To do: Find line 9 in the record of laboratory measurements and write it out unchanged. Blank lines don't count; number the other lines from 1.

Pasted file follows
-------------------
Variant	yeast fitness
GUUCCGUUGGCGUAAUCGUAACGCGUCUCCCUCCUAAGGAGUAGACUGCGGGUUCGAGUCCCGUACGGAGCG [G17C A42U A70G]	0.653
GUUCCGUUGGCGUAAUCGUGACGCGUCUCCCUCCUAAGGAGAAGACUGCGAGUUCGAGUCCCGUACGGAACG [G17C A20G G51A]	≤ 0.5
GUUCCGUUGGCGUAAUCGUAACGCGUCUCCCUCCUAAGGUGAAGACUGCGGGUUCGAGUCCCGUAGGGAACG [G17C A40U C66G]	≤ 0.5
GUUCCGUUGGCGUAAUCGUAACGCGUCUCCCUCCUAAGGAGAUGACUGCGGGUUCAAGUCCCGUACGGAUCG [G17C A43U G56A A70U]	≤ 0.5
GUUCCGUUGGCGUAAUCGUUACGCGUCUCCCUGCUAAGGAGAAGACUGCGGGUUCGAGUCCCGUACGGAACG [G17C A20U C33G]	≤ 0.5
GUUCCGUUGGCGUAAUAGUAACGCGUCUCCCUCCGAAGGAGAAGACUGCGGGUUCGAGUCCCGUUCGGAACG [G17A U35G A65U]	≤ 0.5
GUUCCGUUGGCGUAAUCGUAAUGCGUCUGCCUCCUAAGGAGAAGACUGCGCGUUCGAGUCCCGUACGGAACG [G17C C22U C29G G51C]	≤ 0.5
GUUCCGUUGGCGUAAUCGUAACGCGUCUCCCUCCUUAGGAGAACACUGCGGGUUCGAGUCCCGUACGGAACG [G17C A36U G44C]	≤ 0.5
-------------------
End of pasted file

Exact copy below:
GUUCCGUUGGCGUAAUCGUAACGCGUCUCCCUCCUUAGGAGAACACUGCGGGUUCGAGUCCCGUACGGAACG [G17C A36U G44C]	≤ 0.5